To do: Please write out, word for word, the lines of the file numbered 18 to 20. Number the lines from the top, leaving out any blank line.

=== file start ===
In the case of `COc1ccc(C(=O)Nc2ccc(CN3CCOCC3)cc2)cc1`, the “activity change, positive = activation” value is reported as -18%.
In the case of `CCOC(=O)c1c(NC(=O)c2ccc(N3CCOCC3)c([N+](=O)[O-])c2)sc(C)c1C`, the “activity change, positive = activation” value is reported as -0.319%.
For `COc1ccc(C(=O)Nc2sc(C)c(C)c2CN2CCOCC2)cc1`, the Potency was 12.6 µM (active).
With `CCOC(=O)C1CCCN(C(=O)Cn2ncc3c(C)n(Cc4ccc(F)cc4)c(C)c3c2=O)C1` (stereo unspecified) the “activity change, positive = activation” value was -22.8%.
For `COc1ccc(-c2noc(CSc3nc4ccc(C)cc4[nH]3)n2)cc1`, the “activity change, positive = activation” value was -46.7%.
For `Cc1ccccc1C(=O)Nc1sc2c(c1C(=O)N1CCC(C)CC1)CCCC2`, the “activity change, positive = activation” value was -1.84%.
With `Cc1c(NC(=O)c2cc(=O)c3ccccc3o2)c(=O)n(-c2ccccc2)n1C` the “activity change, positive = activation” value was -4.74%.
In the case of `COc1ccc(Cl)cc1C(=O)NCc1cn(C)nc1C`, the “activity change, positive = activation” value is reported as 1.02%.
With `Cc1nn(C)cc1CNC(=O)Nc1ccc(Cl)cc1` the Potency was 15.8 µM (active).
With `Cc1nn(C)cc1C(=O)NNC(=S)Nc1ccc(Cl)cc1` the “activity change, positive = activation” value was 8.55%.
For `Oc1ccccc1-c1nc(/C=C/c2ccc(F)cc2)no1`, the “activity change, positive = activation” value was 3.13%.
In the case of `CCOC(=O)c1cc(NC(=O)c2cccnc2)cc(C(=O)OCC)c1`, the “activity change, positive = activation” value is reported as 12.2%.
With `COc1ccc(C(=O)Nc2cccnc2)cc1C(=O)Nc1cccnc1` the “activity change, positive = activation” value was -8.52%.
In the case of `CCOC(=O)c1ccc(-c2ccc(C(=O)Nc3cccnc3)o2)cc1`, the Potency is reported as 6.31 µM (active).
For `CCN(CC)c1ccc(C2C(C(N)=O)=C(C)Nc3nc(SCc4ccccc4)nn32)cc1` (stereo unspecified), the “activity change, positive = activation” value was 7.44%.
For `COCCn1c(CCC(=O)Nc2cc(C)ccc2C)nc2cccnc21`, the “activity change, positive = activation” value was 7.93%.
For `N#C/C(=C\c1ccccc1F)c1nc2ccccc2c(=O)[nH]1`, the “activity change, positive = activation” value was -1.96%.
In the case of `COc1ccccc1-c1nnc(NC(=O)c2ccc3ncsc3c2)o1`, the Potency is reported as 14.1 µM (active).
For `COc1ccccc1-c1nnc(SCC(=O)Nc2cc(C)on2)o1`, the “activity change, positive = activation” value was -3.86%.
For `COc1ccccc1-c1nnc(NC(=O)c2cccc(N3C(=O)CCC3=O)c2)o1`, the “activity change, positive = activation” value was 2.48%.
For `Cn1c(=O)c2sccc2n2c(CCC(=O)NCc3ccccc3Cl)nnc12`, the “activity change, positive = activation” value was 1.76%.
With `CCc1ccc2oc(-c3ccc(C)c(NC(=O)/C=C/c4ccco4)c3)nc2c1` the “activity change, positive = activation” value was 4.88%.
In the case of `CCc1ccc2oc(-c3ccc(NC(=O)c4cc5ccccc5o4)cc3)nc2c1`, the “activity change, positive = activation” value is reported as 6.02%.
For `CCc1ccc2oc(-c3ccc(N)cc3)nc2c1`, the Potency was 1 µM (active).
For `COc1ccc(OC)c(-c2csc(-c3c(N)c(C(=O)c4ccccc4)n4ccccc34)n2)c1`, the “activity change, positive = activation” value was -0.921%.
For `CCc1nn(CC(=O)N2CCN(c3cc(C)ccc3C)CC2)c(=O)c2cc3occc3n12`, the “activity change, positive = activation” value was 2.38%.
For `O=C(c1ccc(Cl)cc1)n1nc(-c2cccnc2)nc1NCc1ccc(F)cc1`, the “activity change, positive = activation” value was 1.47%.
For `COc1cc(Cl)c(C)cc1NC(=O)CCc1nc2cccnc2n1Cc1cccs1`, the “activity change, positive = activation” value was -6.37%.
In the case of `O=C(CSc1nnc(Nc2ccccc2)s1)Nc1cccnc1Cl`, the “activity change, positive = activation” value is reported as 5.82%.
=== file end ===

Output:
In the case of `COc1ccccc1-c1nnc(NC(=O)c2ccc3ncsc3c2)o1`, the Potency is reported as 14.1 µM (active).
For `COc1ccccc1-c1nnc(SCC(=O)Nc2cc(C)on2)o1`, the “activity change, positive = activation” value was -3.86%.
For `COc1ccccc1-c1nnc(NC(=O)c2cccc(N3C(=O)CCC3=O)c2)o1`, the “activity change, positive = activation” value was 2.48%.